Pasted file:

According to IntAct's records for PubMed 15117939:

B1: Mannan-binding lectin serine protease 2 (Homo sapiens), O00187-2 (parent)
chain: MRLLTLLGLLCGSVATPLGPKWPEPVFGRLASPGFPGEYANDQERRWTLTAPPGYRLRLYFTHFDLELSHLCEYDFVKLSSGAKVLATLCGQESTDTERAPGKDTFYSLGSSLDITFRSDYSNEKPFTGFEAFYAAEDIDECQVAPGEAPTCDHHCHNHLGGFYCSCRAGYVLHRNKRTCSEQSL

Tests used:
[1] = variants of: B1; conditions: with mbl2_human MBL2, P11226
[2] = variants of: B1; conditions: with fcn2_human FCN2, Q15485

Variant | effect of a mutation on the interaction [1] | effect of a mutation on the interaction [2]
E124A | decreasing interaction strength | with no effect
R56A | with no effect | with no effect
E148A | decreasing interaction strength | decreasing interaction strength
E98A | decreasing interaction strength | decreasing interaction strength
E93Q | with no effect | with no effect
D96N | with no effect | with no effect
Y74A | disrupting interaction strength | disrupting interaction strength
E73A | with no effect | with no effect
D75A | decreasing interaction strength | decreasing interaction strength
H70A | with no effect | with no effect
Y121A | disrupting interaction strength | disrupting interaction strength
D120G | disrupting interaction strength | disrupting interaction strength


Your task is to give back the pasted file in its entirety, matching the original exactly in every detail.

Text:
According to IntAct's records for PubMed 15117939:

B1: Mannan-binding lectin serine protease 2 (Homo sapiens), O00187-2 (parent)
chain: MRLLTLLGLLCGSVATPLGPKWPEPVFGRLASPGFPGEYANDQERRWTLTAPPGYRLRLYFTHFDLELSHLCEYDFVKLSSGAKVLATLCGQESTDTERAPGKDTFYSLGSSLDITFRSDYSNEKPFTGFEAFYAAEDIDECQVAPGEAPTCDHHCHNHLGGFYCSCRAGYVLHRNKRTCSEQSL

Tests used:
[1] = variants of: B1; conditions: with mbl2_human MBL2, P11226
[2] = variants of: B1; conditions: with fcn2_human FCN2, Q15485

Variant | effect of a mutation on the interaction [1] | effect of a mutation on the interaction [2]
E124A | decreasing interaction strength | with no effect
R56A | with no effect | with no effect
E148A | decreasing interaction strength | decreasing interaction strength
E98A | decreasing interaction strength | decreasing interaction strength
E93Q | with no effect | with no effect
D96N | with no effect | with no effect
Y74A | disrupting interaction strength | disrupting interaction strength
E73A | with no effect | with no effect
D75A | decreasing interaction strength | decreasing interaction strength
H70A | with no effect | with no effect
Y121A | disrupting interaction strength | disrupting interaction strength
D120G | disrupting interaction strength | disrupting interaction strength